So, with this dearth of gaming, I have really been itching to game.  Circumstances haven’t changed, so I don’t foresee us gaming for a while.  So, what does one do when one is jonesing for a game, but one’s group cannot meet regularly?  Well, one could find new players and start a new game.  Unfortunately, one would also have to be able to meet regularly with said new group, and this one can’t really commit to that.

Alright, then, what does one do in that case?  Well, in my case, I’ve found a new gaming outlet: Play-by-Post (PbP) gaming!

PbP is a style of RPG that occurs entirely online.  The game itself is played out on an online forum, where the GM posts about a situation, and the players post their characters’ response to the situation.  The GM then posts how the situation changes due to their actions, and so on.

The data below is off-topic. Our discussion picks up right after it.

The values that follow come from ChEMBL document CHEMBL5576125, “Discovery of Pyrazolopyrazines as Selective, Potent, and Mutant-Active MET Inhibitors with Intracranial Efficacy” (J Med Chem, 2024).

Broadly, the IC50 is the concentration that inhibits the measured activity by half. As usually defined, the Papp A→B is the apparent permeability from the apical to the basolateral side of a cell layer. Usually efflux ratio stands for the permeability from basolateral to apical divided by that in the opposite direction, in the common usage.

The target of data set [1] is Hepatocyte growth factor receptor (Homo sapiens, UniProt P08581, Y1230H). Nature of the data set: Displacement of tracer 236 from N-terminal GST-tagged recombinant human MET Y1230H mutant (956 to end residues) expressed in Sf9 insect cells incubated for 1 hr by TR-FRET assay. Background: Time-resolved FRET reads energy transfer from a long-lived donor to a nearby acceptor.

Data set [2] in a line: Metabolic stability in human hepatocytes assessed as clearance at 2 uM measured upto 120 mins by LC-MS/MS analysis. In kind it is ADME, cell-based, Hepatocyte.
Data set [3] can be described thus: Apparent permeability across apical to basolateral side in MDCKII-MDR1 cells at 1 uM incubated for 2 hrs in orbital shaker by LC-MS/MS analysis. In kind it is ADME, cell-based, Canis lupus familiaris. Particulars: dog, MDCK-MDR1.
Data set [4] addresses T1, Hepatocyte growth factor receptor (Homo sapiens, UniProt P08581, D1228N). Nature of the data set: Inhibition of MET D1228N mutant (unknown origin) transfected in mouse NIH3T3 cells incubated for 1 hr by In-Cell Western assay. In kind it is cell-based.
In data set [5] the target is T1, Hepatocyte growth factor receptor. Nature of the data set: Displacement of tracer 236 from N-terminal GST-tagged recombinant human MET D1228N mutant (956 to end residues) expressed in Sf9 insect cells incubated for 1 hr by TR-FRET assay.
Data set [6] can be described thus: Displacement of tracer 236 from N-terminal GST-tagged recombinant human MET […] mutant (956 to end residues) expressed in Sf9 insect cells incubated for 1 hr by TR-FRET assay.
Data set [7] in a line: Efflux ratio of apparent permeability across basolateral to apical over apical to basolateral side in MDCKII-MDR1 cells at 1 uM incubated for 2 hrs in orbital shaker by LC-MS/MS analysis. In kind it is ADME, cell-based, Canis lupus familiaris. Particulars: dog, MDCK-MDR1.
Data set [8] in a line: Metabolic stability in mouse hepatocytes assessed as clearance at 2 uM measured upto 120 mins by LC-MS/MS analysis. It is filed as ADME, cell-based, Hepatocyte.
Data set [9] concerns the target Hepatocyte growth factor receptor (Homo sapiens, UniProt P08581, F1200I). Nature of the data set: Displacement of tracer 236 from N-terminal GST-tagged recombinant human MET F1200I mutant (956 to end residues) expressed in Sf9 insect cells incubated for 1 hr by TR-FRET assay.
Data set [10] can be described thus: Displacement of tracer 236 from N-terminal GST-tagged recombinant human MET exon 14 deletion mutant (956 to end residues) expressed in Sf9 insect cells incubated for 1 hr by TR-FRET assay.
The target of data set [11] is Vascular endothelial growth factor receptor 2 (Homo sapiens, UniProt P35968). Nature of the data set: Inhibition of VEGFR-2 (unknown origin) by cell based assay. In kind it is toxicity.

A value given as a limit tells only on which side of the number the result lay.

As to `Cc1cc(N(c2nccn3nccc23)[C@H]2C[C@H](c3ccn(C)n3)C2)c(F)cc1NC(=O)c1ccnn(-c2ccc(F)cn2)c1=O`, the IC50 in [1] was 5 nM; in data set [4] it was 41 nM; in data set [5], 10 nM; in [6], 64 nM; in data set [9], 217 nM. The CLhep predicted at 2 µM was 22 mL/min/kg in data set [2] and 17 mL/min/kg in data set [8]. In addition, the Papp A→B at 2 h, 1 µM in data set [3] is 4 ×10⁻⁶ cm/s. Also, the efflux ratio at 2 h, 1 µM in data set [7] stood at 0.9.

Here’s the conundrum: I’ve never participated in a PbP before, as a player or a GM.  I’ve read many PbP game forums, so I have an idea what PbP games are like, but I still have no first-hand experience with them.  Nevertheless, I wanted to forge ahead, and learn as I go.  I was fortunate –  I was able to find three players who have never been involved in a PbP either.  I call myself fortunate in this regard because we are all learning together, and I feel a little more confident because of it.  It is parallel to my initial foray into tabletop pen-and-paper (PnP) RPGs… but that’s a topic for another post.